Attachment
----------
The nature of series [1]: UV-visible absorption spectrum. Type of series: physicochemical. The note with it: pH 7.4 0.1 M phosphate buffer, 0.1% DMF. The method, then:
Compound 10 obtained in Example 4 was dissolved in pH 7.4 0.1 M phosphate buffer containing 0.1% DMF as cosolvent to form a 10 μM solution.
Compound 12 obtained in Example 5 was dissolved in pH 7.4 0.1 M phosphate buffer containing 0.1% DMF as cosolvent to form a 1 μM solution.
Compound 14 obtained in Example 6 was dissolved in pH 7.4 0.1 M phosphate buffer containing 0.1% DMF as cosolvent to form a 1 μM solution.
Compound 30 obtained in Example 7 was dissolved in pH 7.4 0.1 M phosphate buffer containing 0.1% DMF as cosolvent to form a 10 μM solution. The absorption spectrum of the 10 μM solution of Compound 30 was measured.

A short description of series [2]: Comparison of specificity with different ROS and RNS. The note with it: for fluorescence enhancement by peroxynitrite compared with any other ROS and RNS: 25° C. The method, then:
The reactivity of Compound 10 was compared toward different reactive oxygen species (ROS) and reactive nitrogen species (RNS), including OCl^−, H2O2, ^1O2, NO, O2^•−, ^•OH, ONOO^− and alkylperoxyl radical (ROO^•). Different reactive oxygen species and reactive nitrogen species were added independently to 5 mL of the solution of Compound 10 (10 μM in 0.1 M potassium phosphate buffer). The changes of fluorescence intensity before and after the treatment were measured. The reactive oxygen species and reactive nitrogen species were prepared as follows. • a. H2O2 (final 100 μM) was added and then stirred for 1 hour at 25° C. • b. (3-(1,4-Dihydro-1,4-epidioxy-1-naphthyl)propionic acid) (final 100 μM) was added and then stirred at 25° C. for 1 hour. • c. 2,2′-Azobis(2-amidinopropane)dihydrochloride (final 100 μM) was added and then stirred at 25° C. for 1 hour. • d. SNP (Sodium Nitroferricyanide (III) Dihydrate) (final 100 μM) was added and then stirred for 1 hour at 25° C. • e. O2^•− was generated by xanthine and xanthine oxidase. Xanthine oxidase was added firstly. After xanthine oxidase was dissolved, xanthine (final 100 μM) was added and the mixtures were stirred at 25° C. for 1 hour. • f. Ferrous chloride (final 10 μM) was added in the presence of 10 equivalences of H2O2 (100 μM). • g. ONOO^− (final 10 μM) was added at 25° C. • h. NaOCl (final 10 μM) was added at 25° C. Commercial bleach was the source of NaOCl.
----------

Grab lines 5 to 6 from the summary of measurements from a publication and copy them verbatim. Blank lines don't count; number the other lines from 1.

Compound 30 obtained in Example 7 was dissolved in pH 7.4 0.1 M phosphate buffer containing 0.1% DMF as cosolvent to form a 10 μM solution. The absorption spectrum of the 10 μM solution of Compound 30 was measured.

A short description of series [2]: Comparison of specificity with different ROS and RNS. The note with it: for fluorescence enhancement by peroxynitrite compared with any other ROS and RNS: 25° C. The method, then: